In 1962, the United Kingdom granted Independence to Uganda. That same year, a former Lieutenant in the King’s Africa Rifles, Idi Amin Dada, became a captain in the newly formed Ugandan army. Amin became the protege of the then Prime Minister, Milton Obote, who quickly promoted Amin through the ranks.

In 1965, Obote made Amin a Commander of the Army, but the following year the Ugandan Parliament demanded an investigation into two men’s involvement in an alleged operation to smuggle gold and ivory into Zaire. In response Obote declared himself president and set about crushing any opposition.

In 1966, Amin led an attack against Mutesa, Kabaka (king) of Buganda, who had previously been the ceremonial president of Uganda. Mutesa fled into exile, allowing Obote to cement his rule. The following year, Parliament passed a new constitution creating an executive presidency.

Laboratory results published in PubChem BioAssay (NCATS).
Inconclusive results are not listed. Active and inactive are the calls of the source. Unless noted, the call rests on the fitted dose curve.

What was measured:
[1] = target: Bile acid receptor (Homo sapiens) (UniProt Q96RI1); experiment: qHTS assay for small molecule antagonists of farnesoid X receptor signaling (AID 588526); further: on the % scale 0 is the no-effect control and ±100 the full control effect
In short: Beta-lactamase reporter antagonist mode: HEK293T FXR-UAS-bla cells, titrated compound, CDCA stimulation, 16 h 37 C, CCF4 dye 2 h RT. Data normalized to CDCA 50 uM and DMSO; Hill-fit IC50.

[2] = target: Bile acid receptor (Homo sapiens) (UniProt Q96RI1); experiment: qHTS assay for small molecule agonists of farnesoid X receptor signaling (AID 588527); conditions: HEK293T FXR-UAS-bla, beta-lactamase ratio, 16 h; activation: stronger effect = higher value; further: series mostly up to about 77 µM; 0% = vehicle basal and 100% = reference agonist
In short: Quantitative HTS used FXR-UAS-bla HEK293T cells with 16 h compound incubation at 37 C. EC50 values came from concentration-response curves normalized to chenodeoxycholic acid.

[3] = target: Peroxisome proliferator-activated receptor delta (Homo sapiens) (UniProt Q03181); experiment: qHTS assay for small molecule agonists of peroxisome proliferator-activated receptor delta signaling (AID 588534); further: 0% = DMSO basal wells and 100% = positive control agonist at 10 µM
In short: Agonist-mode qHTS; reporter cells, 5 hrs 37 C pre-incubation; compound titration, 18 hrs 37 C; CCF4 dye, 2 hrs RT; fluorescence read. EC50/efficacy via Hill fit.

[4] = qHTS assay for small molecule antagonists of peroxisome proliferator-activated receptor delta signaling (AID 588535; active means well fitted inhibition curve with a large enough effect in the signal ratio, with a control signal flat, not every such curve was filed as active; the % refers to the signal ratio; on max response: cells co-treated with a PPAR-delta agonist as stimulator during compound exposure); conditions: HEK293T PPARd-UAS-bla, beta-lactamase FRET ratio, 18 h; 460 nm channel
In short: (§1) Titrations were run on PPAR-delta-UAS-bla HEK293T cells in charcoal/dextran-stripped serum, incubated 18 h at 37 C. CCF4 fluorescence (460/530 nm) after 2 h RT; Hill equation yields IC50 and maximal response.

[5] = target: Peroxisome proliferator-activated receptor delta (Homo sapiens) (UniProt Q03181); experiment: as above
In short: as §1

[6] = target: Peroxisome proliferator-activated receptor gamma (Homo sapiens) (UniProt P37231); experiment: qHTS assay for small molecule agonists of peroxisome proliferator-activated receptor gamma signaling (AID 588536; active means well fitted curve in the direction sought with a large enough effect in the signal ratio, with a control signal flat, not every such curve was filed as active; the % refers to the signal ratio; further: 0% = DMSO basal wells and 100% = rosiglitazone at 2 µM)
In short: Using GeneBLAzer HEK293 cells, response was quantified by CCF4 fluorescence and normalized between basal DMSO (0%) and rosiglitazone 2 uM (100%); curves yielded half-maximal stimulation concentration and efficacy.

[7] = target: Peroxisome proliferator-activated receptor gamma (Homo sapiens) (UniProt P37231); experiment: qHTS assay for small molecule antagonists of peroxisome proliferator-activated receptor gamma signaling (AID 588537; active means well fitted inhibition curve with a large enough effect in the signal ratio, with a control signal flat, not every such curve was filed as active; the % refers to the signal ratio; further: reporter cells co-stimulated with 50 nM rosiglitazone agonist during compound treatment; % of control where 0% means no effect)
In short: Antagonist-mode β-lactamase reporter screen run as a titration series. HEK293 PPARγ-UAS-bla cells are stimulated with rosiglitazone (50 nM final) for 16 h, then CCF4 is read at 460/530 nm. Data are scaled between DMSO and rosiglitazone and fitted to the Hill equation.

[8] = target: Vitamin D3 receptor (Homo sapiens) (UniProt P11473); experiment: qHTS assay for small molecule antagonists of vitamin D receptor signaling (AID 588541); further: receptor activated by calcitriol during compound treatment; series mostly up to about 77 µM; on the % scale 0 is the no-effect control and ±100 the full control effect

Over the next few years, relations between Obote and Amin became strained to such a degree that on 25th January 1971 Amin took the opportunity to seize power while Obote was attending a Commonwealth summit meeting in Singapore. Amin believed that Obote was planning to have him arrested for misappropriation of army funds. The military coup received widespread popular support, not least because he promised to lead a caretaker government until elections were held.

As it was, on 2nd February, Amin declared himself President of Uganda. His regime became notorious for its corruption and murderous repression of any perceived opposition. He also threatened neighbouring countries by building up his military forces.

In late 1978, Amin ordered the invasion of Tanzania to attack mutinous Ugandan troops, who had fled over the border. The following January, Tanzanian f counterattacked along with Ugan opposition forces. Amin’s forces retreated resulting in him going into exile from 11th April 1979 until his death on 16th August 2003.